The World Goes Crazy
“…with all the thought and good intentions that we provided…we achieved absolutely nothing. Nothing that I did and very little that old Ben [Strong, head of the US Federal Reserve] did…produced any good effect…or any effect at all. Except that we collected a lot of money from a lot of poor devils and gave it over to the four winds.”
In three sentences, Montagu Norman, ex-chief of the Bank of England, described the handiwork of a whole generation of his fellow financial plumbers. This was the generation that made central bankers what they are today. Before 1914 they were expected to do nothing, that is, neither to aid the economy nor harm it. Since 1945, hardly a day went by that they did not clog a pipe or inadvertently blow up a gas main.
This was the generation of Hjalmar Schacht in Germany and Emile Moreau in France, while the aforementioned Ben Strong represented the US and Norman himself, wearing his velvet cape and traveling under a pseudonym, stood up for England. This was the generation that financed war well and the peace badly. Borrowing heavily from the Americans, the British and the French were able to keep WWI going long after they were effectively bankrupt. Then, rather than write off the bad debt, everyone waited for someone else to pay it. The Americans watched the mail for checks from the British, while the British sent polite reminders to the French, who tried to foreclose on the Germans by invading the Ruhr; this got them no money, but it had the unintended consequence of boosting Adolph Hitler’s budding career in politics. The debts were bad; the busted-up Reich couldn’t pay anything near the amounts demanded. And the more grease the Germans scraped up and sent west, the more their own economy creaked and weakened; the more they tried to pay the less they were able to pay.
This was the generation that took its currencies off the gold standard in order to run up debts that they couldn’t pay…and then went back on the gold standard, as if they meant to repay them…and then off again in order to renege.
And this is the generation that is autopsied in Liaquat Ahamed’s book, Lords of Finance. It is meant to be a book about finance. But the central figures seem scarcely able to add and subtract. The Germans faced a $12 billion reparations bill, equivalent to about $2.4 trillion today. There was no way they could pay. Pretending that the money was forthcoming then was as vain and pernicious as expecting the Irish to make good on their bank debt, or expecting Americans to honor their $200 trillion worth of financial commitments, today.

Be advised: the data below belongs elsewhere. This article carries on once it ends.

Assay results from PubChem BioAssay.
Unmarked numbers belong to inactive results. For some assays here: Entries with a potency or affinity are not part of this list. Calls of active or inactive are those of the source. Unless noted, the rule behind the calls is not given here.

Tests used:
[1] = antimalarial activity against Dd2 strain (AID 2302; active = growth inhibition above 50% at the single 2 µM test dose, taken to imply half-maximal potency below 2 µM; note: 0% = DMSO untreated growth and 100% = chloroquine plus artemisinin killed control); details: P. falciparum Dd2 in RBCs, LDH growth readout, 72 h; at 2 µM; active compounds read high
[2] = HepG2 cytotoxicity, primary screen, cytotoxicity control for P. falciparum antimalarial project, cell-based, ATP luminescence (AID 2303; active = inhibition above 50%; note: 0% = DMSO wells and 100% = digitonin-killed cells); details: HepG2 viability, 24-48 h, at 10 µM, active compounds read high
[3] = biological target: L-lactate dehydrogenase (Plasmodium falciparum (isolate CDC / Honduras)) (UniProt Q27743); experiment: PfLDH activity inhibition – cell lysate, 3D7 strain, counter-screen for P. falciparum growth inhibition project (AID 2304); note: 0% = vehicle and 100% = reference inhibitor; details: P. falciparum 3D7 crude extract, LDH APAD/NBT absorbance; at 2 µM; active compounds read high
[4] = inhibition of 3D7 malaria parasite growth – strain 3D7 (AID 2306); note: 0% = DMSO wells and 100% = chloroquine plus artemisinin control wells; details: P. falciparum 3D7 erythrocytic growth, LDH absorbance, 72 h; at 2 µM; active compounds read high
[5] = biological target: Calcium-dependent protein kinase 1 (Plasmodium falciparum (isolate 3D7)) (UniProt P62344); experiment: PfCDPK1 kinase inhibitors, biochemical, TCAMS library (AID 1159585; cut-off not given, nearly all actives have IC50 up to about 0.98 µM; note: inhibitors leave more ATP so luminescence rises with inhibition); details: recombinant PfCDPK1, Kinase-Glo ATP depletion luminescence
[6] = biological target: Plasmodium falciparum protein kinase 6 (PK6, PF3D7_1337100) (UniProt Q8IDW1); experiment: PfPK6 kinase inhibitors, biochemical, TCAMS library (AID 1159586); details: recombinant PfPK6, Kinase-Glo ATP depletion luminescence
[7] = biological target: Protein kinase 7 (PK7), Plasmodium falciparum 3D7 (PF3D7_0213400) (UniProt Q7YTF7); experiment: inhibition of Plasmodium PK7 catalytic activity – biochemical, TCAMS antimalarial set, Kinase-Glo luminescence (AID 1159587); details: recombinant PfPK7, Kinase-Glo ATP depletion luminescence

At least the Frenchman, Moreau, had his priorities right. He ducked meetings and dodged international monetary conferences so that he would be in the country for the opening of hunting season or so he could run for mayor of his home village of St. Leomer, with about 200 residents. Later, he left his post completely, in order to earn more money at the Bank of Paris and the Low Countries.
His German counterpart, Horace Greeley Hjalmar Schacht, should have taken up hunting too. Instead, he took up Hitler. But that was after he was famous for having solved Germany’s hyperinflation problem. The mark had fallen to 4.2 trillion to the dollar in November, 1923. The trouble with the mark was obvious. There were too many of them; Schacht’s predecessor, von Havenstain, had anticipated quantitative easing by 9 decades. Schacht took over at the Reichsbank and on the 20th of November introduced a new currency, the rentenmark. Von Havenstain dropped dead the same day. At least Mr. Schacht was a smart fellow. Like Norman, he occasionally was afflicted by an honest insight: “The whole modern world is crazy…everybody here is crazy,” he said. “And so am I… I am compelled to be crazy.”
But the remarkable thing is Ahamed’s conclusion. On 502 pages we listen to central bankers and economists quack like ducks. On page 503, the author reveals that he is deaf. He tells us that the world is a better place thanks to them. All the evidence of the previous pages argues against it. None of them increased world output by a single sou or pfennig.
Take Mr. Strong. Would things have gone better if he had not died in 1928, as the author suggests? He imagines that Strong would have intervened more forcefully in 1931, forestalling further bank failures. He seems to have missed the lesson of his own book – that bad debts should be allowed to die quickly. Besides, in his own telling of the story, it was Ben Strong who was more responsible for the Great Depression than anyone else. He lowered rates in 1927, even though the stock market was already running hot. “One of the most costly errors committed by [the Fed] or any other banking system,” Adolph Miller testified before Congress in 1931. The error led to a bubble…which was followed by a bust, which his successors – who again refused to let bad debt die – turned into a long depression.
Good work, boys.